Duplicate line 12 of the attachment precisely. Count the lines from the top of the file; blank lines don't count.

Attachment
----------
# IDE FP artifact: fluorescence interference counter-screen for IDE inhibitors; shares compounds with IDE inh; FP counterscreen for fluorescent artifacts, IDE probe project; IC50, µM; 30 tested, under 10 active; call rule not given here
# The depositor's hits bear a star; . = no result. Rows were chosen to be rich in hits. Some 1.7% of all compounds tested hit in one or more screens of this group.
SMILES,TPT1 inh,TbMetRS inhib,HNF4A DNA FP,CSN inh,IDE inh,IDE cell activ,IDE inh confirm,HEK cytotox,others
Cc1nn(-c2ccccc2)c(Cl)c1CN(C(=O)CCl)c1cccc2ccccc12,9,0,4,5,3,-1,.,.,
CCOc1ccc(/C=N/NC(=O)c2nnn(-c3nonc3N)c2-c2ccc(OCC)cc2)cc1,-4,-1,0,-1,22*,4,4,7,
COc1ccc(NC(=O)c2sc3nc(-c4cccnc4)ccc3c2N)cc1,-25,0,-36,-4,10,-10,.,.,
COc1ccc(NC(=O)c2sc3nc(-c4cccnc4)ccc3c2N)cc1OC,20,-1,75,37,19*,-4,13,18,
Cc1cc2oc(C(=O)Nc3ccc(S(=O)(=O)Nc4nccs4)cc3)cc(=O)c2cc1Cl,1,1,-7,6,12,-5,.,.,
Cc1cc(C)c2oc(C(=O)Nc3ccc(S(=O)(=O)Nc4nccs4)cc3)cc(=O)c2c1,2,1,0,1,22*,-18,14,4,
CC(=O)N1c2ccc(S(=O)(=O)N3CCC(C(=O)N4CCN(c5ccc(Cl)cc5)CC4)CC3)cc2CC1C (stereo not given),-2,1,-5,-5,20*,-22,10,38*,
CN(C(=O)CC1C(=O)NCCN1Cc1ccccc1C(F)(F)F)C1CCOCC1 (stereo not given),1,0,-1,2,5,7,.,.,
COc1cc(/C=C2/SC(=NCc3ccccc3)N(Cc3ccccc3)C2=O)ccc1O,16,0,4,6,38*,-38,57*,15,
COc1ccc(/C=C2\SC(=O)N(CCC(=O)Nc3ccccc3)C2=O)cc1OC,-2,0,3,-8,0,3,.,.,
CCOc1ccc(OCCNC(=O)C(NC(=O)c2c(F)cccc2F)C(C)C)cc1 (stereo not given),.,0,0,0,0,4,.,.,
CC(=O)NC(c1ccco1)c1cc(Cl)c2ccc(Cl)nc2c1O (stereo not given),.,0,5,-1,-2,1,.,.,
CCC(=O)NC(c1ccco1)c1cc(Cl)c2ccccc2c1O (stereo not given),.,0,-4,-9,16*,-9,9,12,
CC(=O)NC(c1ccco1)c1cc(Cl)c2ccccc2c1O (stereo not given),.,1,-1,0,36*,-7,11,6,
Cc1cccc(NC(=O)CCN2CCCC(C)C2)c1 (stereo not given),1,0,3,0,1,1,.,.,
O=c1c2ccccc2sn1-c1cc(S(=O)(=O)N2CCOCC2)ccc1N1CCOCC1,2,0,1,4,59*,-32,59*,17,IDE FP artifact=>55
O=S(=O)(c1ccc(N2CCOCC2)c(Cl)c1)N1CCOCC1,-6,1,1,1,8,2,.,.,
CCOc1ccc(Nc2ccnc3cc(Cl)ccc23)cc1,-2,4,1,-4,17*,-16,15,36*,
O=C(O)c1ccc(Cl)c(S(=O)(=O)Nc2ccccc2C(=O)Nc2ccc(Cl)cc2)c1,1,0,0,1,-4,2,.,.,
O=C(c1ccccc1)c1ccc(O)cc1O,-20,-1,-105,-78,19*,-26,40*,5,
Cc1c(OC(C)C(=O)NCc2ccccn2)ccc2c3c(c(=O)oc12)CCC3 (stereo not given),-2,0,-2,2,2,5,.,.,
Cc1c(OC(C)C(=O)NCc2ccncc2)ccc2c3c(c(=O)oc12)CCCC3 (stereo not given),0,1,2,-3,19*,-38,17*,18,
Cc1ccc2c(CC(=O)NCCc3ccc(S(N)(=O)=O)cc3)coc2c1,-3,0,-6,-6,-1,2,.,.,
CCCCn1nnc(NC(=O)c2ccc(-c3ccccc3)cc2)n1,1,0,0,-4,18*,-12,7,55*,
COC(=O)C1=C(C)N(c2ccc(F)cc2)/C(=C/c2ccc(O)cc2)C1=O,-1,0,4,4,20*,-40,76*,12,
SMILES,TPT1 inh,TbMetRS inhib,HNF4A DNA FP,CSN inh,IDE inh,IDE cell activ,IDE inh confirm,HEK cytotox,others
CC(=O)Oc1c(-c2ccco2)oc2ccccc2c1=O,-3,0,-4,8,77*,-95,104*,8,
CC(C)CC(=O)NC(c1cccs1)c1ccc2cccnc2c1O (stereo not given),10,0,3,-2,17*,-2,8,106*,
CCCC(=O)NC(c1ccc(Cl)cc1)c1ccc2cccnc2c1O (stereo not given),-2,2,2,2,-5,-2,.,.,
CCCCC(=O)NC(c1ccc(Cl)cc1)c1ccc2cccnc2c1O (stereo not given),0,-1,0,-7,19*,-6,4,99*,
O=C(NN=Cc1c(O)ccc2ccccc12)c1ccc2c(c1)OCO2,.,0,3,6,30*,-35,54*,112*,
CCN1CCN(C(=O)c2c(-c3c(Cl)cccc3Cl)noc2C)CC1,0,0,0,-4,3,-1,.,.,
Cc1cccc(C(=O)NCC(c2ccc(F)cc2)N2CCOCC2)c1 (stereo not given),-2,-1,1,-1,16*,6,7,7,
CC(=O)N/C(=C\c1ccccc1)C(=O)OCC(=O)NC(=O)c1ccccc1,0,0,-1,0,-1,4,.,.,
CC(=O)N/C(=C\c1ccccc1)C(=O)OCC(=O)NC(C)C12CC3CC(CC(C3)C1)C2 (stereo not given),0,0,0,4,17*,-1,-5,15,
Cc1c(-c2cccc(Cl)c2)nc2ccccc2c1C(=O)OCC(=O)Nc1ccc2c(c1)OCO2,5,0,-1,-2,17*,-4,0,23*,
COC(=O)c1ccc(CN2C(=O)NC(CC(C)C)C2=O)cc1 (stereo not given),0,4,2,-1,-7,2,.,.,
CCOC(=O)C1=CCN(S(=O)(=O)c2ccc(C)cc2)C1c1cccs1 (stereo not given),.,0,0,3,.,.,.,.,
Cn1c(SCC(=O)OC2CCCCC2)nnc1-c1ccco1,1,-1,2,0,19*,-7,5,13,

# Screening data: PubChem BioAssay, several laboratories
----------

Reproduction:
COc1cc(/C=C2/SC(=NCc3ccccc3)N(Cc3ccccc3)C2=O)ccc1O,16,0,4,6,38*,-38,57*,15,